So Cartier‘s scented debut was in 1981 with Must de Cartier, a green Oriental which broke with olfactory convention: a play between sophisticated galbanum and sensuous, sweet vanilla and jasmine. Spontaneous, luxurious, seductive and wild, it became an equally wild success. Eau de Cartier, a ‘shareable’ Cologne-style fragrance, launched in 2001: cool, pure and sensual, it blends cedarwood with violet, ‘a shower of sensations from cool to hot’.

Since then, we’ve had Baiser VoléCartier‘s tribute to the majestic lily. ‘In this perfume, I wanted to recreate the scent of armfuls of flowers on the neck,’ explained perfumer Mathilde Laurent. (She also created 2017’s lipstick-inspired Baiser Fou.)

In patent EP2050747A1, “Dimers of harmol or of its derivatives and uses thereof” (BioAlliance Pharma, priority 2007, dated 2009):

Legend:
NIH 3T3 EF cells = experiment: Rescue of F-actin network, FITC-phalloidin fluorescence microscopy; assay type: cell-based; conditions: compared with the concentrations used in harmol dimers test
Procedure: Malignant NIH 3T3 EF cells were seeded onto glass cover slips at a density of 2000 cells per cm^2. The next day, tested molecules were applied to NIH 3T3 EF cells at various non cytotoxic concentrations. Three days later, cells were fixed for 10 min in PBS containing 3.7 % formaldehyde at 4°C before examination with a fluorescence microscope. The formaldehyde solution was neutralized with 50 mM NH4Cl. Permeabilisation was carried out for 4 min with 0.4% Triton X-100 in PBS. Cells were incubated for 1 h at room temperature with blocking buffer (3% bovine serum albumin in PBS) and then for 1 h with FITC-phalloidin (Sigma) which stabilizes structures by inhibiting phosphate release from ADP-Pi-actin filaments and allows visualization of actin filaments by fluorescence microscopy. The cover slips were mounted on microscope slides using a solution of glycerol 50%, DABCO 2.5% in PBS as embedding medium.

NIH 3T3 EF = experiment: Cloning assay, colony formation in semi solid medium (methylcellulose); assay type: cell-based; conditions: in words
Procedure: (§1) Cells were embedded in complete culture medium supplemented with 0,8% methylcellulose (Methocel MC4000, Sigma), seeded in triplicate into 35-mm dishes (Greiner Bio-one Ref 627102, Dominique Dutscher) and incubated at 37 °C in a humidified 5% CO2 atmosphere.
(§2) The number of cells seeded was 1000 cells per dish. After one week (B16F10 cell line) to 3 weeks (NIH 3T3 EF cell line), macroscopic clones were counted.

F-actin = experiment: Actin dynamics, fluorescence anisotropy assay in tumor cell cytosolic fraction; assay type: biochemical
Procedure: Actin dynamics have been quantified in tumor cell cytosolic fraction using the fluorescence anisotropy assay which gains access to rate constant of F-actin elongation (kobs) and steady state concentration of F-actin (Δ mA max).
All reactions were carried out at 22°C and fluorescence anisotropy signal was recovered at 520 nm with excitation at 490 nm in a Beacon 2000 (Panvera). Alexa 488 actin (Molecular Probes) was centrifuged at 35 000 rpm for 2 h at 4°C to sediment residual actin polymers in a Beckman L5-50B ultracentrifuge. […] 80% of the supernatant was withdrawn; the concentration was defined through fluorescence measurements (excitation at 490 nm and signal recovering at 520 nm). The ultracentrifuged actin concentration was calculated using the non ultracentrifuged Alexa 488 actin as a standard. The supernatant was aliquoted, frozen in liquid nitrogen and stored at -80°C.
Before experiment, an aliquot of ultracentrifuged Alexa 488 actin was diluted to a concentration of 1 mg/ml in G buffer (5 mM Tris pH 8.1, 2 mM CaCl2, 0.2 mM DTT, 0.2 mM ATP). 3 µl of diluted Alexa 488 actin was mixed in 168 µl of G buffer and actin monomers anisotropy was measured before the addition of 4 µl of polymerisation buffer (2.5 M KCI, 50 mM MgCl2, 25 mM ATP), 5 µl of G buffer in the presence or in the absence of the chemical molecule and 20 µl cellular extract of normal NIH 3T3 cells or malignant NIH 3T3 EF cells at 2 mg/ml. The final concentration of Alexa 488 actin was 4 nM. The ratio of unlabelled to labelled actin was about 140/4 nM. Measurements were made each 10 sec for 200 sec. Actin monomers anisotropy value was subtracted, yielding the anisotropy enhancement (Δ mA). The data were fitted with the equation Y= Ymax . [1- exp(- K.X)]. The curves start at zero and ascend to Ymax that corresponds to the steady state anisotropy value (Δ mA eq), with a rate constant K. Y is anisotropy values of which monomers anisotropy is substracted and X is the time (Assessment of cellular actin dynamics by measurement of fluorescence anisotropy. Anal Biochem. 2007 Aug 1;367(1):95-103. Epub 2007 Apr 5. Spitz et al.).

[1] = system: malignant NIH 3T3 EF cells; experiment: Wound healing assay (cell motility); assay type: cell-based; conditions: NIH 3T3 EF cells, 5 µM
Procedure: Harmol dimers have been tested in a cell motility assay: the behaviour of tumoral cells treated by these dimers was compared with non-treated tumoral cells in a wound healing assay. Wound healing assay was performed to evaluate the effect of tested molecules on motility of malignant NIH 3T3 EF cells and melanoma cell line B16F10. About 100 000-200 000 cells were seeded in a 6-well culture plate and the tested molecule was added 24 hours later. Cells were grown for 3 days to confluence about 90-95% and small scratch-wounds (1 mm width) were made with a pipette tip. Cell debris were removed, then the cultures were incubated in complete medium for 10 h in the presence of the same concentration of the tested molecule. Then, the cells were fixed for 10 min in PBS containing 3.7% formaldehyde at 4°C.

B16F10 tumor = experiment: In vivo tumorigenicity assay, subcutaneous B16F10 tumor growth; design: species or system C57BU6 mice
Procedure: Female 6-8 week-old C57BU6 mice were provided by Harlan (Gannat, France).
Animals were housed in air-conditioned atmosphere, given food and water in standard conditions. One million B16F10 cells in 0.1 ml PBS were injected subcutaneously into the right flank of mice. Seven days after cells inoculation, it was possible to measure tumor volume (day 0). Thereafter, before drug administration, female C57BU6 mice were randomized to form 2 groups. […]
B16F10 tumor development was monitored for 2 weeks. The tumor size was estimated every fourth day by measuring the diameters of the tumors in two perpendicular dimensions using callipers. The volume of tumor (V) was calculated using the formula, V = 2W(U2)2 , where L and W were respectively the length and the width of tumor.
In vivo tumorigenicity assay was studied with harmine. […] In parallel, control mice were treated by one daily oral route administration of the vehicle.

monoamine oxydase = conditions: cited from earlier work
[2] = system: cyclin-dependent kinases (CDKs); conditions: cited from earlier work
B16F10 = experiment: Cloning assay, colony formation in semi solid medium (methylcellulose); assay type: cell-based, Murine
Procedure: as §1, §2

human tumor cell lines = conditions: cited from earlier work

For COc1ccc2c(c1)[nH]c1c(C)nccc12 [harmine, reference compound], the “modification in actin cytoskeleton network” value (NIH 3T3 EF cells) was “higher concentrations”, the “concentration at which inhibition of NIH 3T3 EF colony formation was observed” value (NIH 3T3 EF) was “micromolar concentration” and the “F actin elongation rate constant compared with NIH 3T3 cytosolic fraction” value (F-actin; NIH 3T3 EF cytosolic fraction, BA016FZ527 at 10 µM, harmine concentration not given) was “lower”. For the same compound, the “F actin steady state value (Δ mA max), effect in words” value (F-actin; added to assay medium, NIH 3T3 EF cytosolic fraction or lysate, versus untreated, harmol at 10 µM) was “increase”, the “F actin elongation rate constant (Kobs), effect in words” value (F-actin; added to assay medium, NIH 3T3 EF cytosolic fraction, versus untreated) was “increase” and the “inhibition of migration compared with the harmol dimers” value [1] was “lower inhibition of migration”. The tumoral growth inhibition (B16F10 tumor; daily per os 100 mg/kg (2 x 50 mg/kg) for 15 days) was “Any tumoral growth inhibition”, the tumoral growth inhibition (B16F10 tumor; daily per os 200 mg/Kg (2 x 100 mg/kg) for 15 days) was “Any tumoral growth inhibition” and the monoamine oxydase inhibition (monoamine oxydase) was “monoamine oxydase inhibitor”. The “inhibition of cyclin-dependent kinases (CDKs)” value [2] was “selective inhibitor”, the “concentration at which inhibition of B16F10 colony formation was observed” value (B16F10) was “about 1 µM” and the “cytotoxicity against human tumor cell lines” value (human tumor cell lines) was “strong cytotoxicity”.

In fact, with the appointment of Mathilde Laurent as in-house perfumer, Cartier has entered a new era in fragrance; she is unquestionably one of the most exciting ‘noses’ on the planet,. Mathilde established the Maison de Cartier in the world of ‘haute parfumerie’ with Les Heures de Parfum: fragrances (many of them ‘shareable’) which take us round the clock with their different moods – and which have earned her several French Fragrance Foundation Awards.

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